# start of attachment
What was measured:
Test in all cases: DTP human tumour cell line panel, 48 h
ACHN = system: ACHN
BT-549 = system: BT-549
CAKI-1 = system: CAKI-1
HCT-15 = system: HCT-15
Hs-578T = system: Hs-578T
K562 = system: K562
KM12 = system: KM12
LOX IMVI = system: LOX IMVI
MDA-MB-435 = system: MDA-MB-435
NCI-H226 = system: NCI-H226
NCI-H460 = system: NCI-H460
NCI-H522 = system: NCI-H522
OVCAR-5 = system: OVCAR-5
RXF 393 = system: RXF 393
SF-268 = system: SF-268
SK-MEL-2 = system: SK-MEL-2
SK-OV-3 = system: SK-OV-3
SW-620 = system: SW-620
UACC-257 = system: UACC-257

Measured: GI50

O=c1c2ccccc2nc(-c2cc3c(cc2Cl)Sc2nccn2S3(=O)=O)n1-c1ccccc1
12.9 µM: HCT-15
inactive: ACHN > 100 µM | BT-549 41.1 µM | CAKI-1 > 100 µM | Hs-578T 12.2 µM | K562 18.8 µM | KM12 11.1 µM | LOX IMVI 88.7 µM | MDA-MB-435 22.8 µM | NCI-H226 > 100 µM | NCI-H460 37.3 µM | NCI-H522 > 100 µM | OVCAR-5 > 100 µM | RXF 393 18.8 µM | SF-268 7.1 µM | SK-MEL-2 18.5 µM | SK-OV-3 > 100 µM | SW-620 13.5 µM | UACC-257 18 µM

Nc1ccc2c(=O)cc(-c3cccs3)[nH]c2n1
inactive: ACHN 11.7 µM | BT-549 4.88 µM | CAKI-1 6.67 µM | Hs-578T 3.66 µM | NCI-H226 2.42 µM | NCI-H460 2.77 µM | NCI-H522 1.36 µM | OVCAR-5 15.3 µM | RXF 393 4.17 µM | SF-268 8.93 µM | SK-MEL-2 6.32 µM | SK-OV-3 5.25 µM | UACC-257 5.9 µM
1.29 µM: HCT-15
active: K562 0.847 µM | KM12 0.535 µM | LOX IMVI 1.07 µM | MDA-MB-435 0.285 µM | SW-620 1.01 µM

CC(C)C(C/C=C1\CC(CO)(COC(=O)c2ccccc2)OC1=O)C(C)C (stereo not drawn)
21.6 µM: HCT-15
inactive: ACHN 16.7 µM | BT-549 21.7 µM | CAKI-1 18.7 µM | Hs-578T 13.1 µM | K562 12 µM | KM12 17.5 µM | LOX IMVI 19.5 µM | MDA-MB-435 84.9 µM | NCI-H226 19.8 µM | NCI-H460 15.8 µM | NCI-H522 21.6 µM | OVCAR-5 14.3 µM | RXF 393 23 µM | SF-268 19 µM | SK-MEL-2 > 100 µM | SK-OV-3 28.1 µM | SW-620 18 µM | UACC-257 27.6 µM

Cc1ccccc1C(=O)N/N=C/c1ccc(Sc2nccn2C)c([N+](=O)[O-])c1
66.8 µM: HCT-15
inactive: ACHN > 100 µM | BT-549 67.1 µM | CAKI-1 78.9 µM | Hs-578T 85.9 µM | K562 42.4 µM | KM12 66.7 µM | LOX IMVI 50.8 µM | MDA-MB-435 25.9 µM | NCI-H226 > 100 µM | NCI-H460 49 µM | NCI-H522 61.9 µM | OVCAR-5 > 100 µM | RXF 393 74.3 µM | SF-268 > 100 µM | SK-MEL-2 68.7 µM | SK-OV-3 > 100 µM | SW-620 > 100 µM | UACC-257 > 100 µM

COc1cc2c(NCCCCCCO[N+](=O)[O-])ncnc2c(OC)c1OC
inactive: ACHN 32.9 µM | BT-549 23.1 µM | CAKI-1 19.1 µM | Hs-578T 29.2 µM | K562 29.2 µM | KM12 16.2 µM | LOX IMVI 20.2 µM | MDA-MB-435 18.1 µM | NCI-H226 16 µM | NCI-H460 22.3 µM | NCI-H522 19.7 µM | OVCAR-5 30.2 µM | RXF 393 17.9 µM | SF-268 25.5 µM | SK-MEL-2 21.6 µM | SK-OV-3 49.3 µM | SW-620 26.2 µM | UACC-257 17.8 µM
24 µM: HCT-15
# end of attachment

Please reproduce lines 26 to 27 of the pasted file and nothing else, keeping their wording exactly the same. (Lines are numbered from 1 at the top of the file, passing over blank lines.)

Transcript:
Nc1ccc2c(=O)cc(-c3cccs3)[nH]c2n1
inactive: ACHN 11.7 µM | BT-549 4.88 µM | CAKI-1 6.67 µM | Hs-578T 3.66 µM | NCI-H226 2.42 µM | NCI-H460 2.77 µM | NCI-H522 1.36 µM | OVCAR-5 15.3 µM | RXF 393 4.17 µM | SF-268 8.93 µM | SK-MEL-2 6.32 µM | SK-OV-3 5.25 µM | UACC-257 5.9 µM